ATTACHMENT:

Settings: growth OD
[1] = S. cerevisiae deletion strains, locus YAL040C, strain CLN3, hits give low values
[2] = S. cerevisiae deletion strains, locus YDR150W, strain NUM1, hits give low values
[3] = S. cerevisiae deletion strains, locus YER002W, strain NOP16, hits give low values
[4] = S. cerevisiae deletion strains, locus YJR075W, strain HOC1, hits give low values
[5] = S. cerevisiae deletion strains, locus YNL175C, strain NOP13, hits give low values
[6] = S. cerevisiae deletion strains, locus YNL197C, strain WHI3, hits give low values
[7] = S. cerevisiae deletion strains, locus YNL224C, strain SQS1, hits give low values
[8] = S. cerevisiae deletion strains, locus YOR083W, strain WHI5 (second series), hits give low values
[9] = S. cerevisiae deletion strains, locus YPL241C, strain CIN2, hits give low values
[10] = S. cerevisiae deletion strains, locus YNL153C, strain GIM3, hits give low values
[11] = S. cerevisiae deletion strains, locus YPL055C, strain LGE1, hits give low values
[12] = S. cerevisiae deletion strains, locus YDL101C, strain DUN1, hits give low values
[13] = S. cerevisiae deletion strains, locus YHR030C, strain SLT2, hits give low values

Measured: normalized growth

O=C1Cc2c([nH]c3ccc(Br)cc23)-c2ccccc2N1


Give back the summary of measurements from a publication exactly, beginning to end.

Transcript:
Settings: growth OD
[1] = S. cerevisiae deletion strains, locus YAL040C, strain CLN3, hits give low values
[2] = S. cerevisiae deletion strains, locus YDR150W, strain NUM1, hits give low values
[3] = S. cerevisiae deletion strains, locus YER002W, strain NOP16, hits give low values
[4] = S. cerevisiae deletion strains, locus YJR075W, strain HOC1, hits give low values
[5] = S. cerevisiae deletion strains, locus YNL175C, strain NOP13, hits give low values
[6] = S. cerevisiae deletion strains, locus YNL197C, strain WHI3, hits give low values
[7] = S. cerevisiae deletion strains, locus YNL224C, strain SQS1, hits give low values
[8] = S. cerevisiae deletion strains, locus YOR083W, strain WHI5 (second series), hits give low values
[9] = S. cerevisiae deletion strains, locus YPL241C, strain CIN2, hits give low values
[10] = S. cerevisiae deletion strains, locus YNL153C, strain GIM3, hits give low values
[11] = S. cerevisiae deletion strains, locus YPL055C, strain LGE1, hits give low values
[12] = S. cerevisiae deletion strains, locus YDL101C, strain DUN1, hits give low values
[13] = S. cerevisiae deletion strains, locus YHR030C, strain SLT2, hits give low values

Measured: normalized growth

O=C1Cc2c([nH]c3ccc(Br)cc23)-c2ccccc2N1